Between 2000 and 2013 the global ocean surface temperature rise paused, despite increasing greenhouse gas concentrations. This period, referred to as the Global Warming Hiatus, raised a lot of public and scientific curiosity. But unfortunately as of April 2014 ocean warming has picked up speed again. The 2014 global ocean warming is mainly a consequence of the North Pacific, which scientists involved in the study say has “warmed far beyond any recorded value.”
In other words sea-surface temperatures are warmer than at any point in time our data began, in 1854, as Axel Timmermann, climate scientist and professor, studying variability of the global climate system at the International Pacific Research Center, University of Hawaii at Manoa explained. “This summer has seen the highest global mean sea surface temperatures ever recorded since their systematic measuring started. Temperatures even exceed those of the record-breaking 1998 El Niño year,” says Timmermann.
Scientists are of the opinion that the Global Warming Hiatus is rooted in a natural cooling fluctuation of the Earth, where the missing heat has been trapped deep in the Atlantic Ocean. In August, Digital Journal reported on research done by climate scientists at the University of Washington, how the absent heat had been plunging deep into the South and North Atlantic Ocean.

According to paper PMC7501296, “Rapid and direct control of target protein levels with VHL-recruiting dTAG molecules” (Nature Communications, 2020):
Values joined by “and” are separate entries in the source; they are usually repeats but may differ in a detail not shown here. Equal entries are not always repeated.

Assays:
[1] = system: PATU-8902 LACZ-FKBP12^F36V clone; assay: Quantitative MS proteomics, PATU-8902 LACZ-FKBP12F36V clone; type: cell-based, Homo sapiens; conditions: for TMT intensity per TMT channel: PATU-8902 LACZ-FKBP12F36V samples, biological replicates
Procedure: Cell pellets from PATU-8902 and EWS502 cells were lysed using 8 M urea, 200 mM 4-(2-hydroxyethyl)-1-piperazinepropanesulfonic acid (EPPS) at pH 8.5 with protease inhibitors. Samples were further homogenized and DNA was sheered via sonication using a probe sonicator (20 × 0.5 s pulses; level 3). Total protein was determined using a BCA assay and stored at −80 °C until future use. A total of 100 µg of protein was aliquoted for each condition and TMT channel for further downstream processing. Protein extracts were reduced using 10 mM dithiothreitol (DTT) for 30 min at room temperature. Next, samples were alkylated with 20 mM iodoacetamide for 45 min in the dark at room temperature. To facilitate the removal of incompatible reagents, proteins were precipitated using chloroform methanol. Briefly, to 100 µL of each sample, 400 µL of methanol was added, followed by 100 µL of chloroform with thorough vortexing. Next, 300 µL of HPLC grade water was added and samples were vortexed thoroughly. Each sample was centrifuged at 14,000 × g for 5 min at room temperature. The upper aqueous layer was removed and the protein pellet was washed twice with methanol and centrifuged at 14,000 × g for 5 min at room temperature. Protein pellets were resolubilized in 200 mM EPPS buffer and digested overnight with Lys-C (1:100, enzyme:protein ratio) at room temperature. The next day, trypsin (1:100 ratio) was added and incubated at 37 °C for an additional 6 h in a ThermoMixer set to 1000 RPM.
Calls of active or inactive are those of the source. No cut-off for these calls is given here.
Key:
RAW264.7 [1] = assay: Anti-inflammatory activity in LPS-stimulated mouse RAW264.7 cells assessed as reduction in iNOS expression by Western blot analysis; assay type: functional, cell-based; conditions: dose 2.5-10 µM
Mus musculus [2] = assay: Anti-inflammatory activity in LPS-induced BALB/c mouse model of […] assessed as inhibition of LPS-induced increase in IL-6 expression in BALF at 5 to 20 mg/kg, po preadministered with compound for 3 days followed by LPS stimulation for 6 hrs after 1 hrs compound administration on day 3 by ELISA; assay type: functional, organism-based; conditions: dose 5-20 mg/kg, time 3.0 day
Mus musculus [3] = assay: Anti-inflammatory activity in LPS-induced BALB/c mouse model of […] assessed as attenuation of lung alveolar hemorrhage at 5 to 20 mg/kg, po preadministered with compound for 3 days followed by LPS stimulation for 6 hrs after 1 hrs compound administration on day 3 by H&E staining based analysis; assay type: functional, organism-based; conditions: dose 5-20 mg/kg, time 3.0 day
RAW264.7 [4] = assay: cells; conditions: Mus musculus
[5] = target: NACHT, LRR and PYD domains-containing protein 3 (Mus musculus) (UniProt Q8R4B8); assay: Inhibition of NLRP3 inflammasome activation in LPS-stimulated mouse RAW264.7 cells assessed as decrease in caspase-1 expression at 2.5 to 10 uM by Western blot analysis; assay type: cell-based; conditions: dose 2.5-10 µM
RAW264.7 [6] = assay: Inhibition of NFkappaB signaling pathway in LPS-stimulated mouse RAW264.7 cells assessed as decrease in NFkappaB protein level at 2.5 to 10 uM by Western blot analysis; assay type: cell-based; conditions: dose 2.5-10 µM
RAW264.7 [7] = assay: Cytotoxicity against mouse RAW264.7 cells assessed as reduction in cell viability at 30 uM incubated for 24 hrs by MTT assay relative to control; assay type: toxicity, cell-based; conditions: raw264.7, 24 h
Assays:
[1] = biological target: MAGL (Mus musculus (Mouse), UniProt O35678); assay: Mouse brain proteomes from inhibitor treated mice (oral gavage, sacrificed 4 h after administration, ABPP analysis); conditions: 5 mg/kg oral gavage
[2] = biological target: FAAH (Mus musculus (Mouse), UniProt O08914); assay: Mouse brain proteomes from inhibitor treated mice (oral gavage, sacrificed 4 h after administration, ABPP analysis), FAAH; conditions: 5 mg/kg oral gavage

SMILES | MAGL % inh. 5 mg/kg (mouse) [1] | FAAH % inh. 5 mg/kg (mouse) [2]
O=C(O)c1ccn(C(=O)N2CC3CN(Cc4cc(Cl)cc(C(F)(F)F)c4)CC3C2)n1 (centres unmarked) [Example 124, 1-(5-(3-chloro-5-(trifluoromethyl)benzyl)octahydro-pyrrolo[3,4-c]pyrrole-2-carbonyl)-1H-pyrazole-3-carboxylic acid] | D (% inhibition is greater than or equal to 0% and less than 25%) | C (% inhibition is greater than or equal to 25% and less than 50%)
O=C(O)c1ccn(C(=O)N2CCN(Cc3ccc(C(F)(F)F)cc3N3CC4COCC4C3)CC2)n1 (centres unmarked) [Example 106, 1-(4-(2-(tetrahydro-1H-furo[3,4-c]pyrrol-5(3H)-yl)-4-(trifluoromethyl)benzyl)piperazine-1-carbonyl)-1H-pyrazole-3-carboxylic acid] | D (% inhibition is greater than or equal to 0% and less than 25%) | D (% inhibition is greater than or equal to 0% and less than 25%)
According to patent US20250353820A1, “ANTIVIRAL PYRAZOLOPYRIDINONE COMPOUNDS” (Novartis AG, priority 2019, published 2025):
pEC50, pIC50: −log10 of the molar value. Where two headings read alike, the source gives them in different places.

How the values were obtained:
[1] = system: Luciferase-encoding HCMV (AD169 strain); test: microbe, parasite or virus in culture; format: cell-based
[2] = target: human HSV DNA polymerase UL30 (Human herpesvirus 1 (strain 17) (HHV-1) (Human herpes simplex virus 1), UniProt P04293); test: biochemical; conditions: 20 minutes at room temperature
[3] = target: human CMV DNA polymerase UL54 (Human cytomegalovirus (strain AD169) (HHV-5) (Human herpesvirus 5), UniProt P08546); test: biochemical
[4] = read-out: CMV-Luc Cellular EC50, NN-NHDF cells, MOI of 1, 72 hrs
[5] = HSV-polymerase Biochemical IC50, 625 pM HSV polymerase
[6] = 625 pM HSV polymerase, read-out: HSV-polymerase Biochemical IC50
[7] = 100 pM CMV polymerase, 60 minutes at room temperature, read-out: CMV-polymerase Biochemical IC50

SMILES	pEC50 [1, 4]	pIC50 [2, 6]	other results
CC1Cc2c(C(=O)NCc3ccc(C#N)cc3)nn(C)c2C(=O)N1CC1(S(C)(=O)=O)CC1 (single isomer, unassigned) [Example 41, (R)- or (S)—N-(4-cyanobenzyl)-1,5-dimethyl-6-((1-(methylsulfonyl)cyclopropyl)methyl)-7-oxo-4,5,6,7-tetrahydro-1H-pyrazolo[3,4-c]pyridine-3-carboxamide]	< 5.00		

Timmermann noted the sea surface temperatures started to rise unusually quickly in the extratropical North Pacific in January 2014. A few months later, in April and May, westerly winds pushed a huge amount of very warm water usually stored in the western Pacific along the equator to the eastern Pacific. This warm water has spread along the North American Pacific coast, releasing into the atmosphere enormous amounts of heat. This heat had reportedly been locked up in the Western tropical Pacific for nearly a decade.
“Record-breaking greenhouse gas concentrations and anomalously weak North Pacific summer trade winds, which usually cool the ocean surface, have contributed further to the rise in sea surface temperatures. The warm temperatures now extend in a wide swath from just north of Papua New Guinea to the Gulf of Alaska,” said Timmermann.
The warm temperatures now extend in a wide swath from just north of Papua New Guinea to the Gulf of Alaska.